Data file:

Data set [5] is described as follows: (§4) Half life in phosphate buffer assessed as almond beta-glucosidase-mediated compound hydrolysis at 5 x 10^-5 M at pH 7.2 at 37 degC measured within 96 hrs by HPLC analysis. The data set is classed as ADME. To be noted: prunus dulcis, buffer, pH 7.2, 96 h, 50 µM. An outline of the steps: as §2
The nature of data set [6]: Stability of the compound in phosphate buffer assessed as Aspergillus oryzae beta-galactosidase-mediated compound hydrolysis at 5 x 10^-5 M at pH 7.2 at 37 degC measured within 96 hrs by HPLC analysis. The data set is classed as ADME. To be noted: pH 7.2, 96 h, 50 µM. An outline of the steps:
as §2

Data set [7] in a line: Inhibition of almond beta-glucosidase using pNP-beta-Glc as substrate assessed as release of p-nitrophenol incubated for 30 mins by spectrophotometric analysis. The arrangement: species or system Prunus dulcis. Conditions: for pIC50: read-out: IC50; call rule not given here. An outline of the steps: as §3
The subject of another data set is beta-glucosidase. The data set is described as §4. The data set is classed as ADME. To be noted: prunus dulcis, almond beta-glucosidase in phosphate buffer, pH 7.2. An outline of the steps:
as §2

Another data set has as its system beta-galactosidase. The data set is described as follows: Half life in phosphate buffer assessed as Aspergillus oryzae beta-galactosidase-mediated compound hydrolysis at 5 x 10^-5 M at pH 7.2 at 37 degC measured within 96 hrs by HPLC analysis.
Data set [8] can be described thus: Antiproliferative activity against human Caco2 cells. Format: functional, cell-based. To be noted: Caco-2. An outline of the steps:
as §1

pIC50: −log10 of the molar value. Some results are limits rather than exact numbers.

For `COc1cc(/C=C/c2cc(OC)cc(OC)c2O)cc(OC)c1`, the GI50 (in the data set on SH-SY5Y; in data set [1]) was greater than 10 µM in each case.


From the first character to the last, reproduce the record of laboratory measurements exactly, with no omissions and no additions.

Data set [5] is described as follows: (§4) Half life in phosphate buffer assessed as almond beta-glucosidase-mediated compound hydrolysis at 5 x 10^-5 M at pH 7.2 at 37 degC measured within 96 hrs by HPLC analysis. The data set is classed as ADME. To be noted: prunus dulcis, buffer, pH 7.2, 96 h, 50 µM. An outline of the steps: as §2
The nature of data set [6]: Stability of the compound in phosphate buffer assessed as Aspergillus oryzae beta-galactosidase-mediated compound hydrolysis at 5 x 10^-5 M at pH 7.2 at 37 degC measured within 96 hrs by HPLC analysis. The data set is classed as ADME. To be noted: pH 7.2, 96 h, 50 µM. An outline of the steps:
as §2

Data set [7] in a line: Inhibition of almond beta-glucosidase using pNP-beta-Glc as substrate assessed as release of p-nitrophenol incubated for 30 mins by spectrophotometric analysis. The arrangement: species or system Prunus dulcis. Conditions: for pIC50: read-out: IC50; call rule not given here. An outline of the steps: as §3
The subject of another data set is beta-glucosidase. The data set is described as §4. The data set is classed as ADME. To be noted: prunus dulcis, almond beta-glucosidase in phosphate buffer, pH 7.2. An outline of the steps:
as §2

Another data set has as its system beta-galactosidase. The data set is described as follows: Half life in phosphate buffer assessed as Aspergillus oryzae beta-galactosidase-mediated compound hydrolysis at 5 x 10^-5 M at pH 7.2 at 37 degC measured within 96 hrs by HPLC analysis.
Data set [8] can be described thus: Antiproliferative activity against human Caco2 cells. Format: functional, cell-based. To be noted: Caco-2. An outline of the steps:
as §1

pIC50: −log10 of the molar value. Some results are limits rather than exact numbers.

For `COc1cc(/C=C/c2cc(OC)cc(OC)c2O)cc(OC)c1`, the GI50 (in the data set on SH-SY5Y; in data set [1]) was greater than 10 µM in each case.